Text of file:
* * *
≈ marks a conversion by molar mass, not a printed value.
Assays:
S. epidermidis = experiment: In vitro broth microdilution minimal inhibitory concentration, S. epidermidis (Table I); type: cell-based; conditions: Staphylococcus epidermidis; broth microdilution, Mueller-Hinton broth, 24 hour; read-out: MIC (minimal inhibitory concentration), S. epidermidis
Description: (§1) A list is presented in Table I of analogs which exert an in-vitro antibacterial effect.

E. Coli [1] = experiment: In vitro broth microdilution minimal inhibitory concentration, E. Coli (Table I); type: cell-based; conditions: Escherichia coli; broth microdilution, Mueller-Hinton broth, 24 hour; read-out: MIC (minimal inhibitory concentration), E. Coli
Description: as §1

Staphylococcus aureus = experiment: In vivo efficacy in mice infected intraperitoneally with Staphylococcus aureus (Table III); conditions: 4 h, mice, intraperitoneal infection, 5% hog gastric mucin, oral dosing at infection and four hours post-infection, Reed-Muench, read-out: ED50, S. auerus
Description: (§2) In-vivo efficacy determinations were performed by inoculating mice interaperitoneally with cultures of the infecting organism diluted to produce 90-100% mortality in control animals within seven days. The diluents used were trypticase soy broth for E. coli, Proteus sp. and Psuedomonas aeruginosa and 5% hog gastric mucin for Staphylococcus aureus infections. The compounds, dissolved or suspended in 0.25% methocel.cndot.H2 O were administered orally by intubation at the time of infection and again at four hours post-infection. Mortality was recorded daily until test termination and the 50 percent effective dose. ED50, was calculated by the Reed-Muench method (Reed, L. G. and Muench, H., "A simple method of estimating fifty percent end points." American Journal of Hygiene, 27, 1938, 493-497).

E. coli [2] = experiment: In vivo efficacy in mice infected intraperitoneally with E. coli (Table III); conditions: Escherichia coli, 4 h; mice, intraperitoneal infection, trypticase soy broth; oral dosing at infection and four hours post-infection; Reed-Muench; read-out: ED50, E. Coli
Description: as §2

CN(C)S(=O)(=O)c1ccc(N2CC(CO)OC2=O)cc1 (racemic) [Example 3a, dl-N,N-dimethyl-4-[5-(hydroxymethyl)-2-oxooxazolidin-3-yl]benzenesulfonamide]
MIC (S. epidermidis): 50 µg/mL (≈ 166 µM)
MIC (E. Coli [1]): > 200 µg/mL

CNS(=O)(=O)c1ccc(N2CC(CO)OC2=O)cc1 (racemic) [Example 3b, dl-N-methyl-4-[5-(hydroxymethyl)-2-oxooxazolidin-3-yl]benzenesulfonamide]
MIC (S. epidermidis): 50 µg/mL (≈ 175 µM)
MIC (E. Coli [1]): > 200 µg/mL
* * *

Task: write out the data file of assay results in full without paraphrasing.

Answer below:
≈ marks a conversion by molar mass, not a printed value.
Assays:
S. epidermidis = experiment: In vitro broth microdilution minimal inhibitory concentration, S. epidermidis (Table I); type: cell-based; conditions: Staphylococcus epidermidis; broth microdilution, Mueller-Hinton broth, 24 hour; read-out: MIC (minimal inhibitory concentration), S. epidermidis
Description: (§1) A list is presented in Table I of analogs which exert an in-vitro antibacterial effect.

E. Coli [1] = experiment: In vitro broth microdilution minimal inhibitory concentration, E. Coli (Table I); type: cell-based; conditions: Escherichia coli; broth microdilution, Mueller-Hinton broth, 24 hour; read-out: MIC (minimal inhibitory concentration), E. Coli
Description: as §1

Staphylococcus aureus = experiment: In vivo efficacy in mice infected intraperitoneally with Staphylococcus aureus (Table III); conditions: 4 h, mice, intraperitoneal infection, 5% hog gastric mucin, oral dosing at infection and four hours post-infection, Reed-Muench, read-out: ED50, S. auerus
Description: (§2) In-vivo efficacy determinations were performed by inoculating mice interaperitoneally with cultures of the infecting organism diluted to produce 90-100% mortality in control animals within seven days. The diluents used were trypticase soy broth for E. coli, Proteus sp. and Psuedomonas aeruginosa and 5% hog gastric mucin for Staphylococcus aureus infections. The compounds, dissolved or suspended in 0.25% methocel.cndot.H2 O were administered orally by intubation at the time of infection and again at four hours post-infection. Mortality was recorded daily until test termination and the 50 percent effective dose. ED50, was calculated by the Reed-Muench method (Reed, L. G. and Muench, H., "A simple method of estimating fifty percent end points." American Journal of Hygiene, 27, 1938, 493-497).

E. coli [2] = experiment: In vivo efficacy in mice infected intraperitoneally with E. coli (Table III); conditions: Escherichia coli, 4 h; mice, intraperitoneal infection, trypticase soy broth; oral dosing at infection and four hours post-infection; Reed-Muench; read-out: ED50, E. Coli
Description: as §2

CN(C)S(=O)(=O)c1ccc(N2CC(CO)OC2=O)cc1 (racemic) [Example 3a, dl-N,N-dimethyl-4-[5-(hydroxymethyl)-2-oxooxazolidin-3-yl]benzenesulfonamide]
MIC (S. epidermidis): 50 µg/mL (≈ 166 µM)
MIC (E. Coli [1]): > 200 µg/mL

CNS(=O)(=O)c1ccc(N2CC(CO)OC2=O)cc1 (racemic) [Example 3b, dl-N-methyl-4-[5-(hydroxymethyl)-2-oxooxazolidin-3-yl]benzenesulfonamide]
MIC (S. epidermidis): 50 µg/mL (≈ 175 µM)
MIC (E. Coli [1]): > 200 µg/mL